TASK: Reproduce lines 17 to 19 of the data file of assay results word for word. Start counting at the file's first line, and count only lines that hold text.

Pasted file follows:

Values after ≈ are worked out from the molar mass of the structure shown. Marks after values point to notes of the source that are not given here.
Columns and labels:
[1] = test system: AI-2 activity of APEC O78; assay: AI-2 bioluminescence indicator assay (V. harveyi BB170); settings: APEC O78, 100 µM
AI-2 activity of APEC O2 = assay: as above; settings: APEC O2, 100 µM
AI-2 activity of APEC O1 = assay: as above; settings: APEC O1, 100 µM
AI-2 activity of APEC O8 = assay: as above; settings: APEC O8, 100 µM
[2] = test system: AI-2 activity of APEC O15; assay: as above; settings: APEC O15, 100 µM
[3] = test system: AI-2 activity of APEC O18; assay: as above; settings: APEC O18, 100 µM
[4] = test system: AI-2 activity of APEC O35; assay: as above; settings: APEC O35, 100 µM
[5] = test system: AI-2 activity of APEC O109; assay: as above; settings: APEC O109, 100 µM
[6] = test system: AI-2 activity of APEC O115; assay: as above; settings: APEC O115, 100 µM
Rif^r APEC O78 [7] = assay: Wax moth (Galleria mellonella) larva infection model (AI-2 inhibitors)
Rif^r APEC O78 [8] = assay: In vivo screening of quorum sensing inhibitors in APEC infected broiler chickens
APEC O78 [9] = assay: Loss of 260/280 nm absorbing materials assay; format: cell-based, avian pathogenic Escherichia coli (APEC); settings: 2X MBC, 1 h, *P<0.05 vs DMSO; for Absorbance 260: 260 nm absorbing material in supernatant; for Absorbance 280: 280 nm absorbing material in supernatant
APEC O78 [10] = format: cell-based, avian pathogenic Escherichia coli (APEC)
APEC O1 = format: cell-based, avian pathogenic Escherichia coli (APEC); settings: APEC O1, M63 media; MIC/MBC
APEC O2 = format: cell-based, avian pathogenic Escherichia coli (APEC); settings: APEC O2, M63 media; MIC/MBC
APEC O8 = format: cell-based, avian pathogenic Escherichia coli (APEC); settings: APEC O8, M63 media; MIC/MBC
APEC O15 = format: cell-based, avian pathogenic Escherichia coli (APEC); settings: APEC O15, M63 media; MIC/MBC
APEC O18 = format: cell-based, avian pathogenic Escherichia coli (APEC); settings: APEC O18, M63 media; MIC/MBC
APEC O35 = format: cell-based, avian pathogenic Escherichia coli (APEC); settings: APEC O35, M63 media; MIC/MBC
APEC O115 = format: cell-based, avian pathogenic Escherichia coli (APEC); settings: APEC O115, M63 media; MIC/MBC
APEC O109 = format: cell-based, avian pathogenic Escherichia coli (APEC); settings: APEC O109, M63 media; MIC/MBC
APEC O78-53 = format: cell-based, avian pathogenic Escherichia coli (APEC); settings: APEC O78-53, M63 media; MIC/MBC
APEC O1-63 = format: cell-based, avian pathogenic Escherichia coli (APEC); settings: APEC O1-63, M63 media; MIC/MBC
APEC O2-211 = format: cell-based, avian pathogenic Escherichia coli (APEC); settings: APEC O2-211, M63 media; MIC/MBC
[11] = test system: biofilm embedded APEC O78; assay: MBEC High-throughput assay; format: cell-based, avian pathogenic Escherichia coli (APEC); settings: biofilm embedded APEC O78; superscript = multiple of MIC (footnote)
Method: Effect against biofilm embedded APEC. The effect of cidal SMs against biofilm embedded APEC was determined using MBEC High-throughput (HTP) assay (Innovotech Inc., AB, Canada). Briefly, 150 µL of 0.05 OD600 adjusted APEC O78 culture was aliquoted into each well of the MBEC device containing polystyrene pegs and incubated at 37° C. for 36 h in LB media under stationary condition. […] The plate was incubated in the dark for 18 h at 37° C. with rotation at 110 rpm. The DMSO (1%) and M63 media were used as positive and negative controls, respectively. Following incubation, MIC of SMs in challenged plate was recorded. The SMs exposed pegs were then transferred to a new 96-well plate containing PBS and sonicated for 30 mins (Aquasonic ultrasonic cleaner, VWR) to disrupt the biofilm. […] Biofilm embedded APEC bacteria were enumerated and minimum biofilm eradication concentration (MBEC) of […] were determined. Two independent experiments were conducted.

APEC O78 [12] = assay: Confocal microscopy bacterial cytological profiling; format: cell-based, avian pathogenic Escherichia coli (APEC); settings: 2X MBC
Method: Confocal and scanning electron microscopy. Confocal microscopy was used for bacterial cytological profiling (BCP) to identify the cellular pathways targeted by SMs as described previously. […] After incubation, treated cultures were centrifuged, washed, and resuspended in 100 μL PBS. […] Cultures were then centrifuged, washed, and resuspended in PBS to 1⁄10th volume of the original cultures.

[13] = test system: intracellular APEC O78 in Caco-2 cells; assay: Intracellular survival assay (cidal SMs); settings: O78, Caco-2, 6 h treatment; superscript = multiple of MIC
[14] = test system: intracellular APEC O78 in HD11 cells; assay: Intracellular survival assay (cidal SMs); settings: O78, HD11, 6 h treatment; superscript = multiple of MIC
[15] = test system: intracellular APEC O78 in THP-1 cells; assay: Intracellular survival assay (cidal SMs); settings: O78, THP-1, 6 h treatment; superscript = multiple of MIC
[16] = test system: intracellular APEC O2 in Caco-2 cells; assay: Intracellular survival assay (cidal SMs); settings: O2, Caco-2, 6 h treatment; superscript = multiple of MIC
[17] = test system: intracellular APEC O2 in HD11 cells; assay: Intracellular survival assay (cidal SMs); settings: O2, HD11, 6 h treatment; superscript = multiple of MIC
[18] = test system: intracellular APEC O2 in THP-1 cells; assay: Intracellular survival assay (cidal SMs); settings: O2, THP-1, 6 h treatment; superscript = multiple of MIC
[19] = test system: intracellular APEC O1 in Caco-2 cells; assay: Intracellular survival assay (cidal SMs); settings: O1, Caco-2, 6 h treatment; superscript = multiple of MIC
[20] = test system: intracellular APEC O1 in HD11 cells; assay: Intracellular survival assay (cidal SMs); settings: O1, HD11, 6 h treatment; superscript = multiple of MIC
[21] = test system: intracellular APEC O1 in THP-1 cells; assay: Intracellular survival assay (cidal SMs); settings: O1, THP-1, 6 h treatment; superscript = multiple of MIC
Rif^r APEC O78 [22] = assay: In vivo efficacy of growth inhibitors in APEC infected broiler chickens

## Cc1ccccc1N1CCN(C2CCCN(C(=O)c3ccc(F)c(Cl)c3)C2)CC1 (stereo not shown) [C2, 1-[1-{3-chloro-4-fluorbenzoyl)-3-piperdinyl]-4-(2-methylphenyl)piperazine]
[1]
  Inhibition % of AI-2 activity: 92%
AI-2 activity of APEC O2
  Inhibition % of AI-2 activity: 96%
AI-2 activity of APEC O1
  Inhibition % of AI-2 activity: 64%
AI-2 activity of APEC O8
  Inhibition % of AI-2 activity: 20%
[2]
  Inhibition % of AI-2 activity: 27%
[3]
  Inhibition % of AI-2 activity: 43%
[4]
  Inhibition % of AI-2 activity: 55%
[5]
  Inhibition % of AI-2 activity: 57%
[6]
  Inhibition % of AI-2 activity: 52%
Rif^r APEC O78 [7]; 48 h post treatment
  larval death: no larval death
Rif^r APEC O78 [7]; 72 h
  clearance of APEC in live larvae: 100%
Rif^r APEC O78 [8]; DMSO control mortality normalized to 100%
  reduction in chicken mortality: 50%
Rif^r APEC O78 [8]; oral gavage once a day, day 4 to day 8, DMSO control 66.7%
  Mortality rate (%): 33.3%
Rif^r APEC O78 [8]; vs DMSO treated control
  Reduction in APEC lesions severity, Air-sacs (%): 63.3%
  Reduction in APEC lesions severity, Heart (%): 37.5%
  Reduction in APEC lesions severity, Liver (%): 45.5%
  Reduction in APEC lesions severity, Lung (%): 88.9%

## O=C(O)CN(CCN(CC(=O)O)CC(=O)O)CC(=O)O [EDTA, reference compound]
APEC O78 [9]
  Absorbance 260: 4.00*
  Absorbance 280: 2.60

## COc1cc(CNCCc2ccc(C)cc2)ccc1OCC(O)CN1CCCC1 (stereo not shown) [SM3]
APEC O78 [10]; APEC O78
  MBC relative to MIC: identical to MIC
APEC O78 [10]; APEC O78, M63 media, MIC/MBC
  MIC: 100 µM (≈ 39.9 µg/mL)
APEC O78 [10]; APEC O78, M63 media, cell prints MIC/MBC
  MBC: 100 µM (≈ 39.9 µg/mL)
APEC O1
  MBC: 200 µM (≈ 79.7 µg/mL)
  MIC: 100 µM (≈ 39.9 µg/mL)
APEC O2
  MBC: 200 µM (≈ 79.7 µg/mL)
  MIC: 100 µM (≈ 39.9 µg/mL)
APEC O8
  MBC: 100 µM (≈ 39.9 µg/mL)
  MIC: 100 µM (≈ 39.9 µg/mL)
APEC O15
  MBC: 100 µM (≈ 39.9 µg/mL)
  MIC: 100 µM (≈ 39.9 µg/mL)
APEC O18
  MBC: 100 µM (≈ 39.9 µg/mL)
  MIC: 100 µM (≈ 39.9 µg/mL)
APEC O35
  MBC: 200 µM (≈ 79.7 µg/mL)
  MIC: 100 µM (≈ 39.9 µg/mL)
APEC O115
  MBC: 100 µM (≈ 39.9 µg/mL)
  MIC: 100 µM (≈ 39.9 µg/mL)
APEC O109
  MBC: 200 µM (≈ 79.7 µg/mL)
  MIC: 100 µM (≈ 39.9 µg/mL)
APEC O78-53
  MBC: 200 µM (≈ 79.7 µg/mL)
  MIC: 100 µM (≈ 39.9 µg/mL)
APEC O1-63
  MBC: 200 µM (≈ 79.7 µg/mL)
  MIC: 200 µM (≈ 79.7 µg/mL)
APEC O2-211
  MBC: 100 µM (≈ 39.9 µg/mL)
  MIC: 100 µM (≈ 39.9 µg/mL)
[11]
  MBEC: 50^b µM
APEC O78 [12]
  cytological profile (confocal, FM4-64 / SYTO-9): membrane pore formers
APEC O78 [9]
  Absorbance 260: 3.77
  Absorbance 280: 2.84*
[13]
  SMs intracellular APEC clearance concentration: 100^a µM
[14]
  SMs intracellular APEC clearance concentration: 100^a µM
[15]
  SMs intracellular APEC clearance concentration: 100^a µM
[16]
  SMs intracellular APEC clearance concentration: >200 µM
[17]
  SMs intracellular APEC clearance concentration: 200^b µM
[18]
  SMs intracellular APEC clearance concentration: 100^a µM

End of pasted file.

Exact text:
APEC O2 = format: cell-based, avian pathogenic Escherichia coli (APEC); settings: APEC O2, M63 media; MIC/MBC
APEC O8 = format: cell-based, avian pathogenic Escherichia coli (APEC); settings: APEC O8, M63 media; MIC/MBC
APEC O15 = format: cell-based, avian pathogenic Escherichia coli (APEC); settings: APEC O15, M63 media; MIC/MBC